Postanatal care: How to ease back pain after delivery


Postnatal exercises should target the pelvic floor and the core. PHOTO | SHUTTERSTOCK

I have heard from many mothers that back pain and discomfort after pregnancy is the new normal. Well, this is maybe one of those things that shouldn’t be the status quo at all.

Studies show that up to 50 percent of pregnant women experience back pain that might continue for up to six months after delivery. And about 37 percent of women continue to experience back pain even 18 months post-pregnancy.


There are many changes in the body from weight gain to increased flexibility in the joints and skin that allows the body to stretch and accommodate the baby. During birth, the pelvic joints are encouraged by the hormones to open up and allow the baby to be born.

Even with a cesarean section the hormones still influence the pelvis and joints.

The resultant strain on muscles and ligaments would in turn bring pain and discomfort.

How do you know?

The typical signs and symptoms to look out for are:

Lower back pain that is centred at the base of the spine, near the dimples. This is especially true after standing for long periods or carrying out manual work.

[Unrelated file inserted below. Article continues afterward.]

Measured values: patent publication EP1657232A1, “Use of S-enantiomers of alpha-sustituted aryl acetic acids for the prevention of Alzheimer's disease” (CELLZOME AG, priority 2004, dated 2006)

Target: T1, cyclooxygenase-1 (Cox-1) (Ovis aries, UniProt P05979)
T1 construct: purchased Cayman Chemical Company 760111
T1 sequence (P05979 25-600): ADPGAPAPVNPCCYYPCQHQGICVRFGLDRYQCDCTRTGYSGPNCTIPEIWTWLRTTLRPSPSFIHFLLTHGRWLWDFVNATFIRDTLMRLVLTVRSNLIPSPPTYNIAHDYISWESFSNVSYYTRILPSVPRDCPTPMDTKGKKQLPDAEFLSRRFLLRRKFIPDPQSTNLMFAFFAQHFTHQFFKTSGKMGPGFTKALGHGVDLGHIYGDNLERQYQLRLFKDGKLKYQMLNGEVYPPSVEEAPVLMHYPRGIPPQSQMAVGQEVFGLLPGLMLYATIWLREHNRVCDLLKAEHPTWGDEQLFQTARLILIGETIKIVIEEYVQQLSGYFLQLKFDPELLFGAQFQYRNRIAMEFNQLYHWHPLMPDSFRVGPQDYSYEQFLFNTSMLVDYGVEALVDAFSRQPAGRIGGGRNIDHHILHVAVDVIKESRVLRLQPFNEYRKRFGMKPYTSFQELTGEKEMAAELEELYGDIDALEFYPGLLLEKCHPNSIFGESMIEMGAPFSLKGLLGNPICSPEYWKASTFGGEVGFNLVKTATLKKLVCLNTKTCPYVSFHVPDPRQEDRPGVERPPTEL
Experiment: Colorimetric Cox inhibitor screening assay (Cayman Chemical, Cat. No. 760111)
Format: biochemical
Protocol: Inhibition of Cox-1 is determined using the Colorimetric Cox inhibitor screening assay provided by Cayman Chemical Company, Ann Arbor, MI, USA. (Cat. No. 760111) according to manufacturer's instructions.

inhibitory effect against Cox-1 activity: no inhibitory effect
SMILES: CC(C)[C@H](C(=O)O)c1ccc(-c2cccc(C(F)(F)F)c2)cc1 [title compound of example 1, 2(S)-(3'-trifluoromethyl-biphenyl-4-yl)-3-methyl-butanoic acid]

Some mothers also experience difficulty bending or coming back from a bending position while others report pain along the side of the waistline and inside the hip joint.

Upper back, neck and shoulder pain, especially after sitting for long periods and a feeling of pain, tenderness or soreness on touching the lower back region are also common as is hip pain and discomfort with numbness down the leg.

Epidural pain?

The epidural injection is administered as a pain killer during the birth process. The pain at the injection site should clear after 1-10 days, but some women tend to experience it months later. This can be remedied with some local heat application at the lower back.

Any previous weakness or injuries of the musculoskeletal system can be made worse during and even after birth. For example having fallen months or years before the pregnancy, accidents and injuries can be felt more because of the changes going on in the body.

So what to do about it?

First observe proper posture when bending, sitting, standing and breastfeeding. Ensure to support and protect the back by using proper mechanics in lifting and using a breastfeeding pillow.

For a pregnant mother exercises help to strengthen the body and can be done at prenatal classes (Lamaze classes).

Postnatal exercises should target the pelvic floor and the core such as Kegel exercises.

Activities such as walking, swimming, and yoga are simple yet holistic exercises that allow for the body to regain strength.

In some cases of prolonged pain and discomfort, more specific assessment and treatment by a physical therapist will address and help you manage the cause of discomfort.

Joy Waihenya, a Physical Therapist at Chiropractic & Physiotherapy Health Centre

[email protected]

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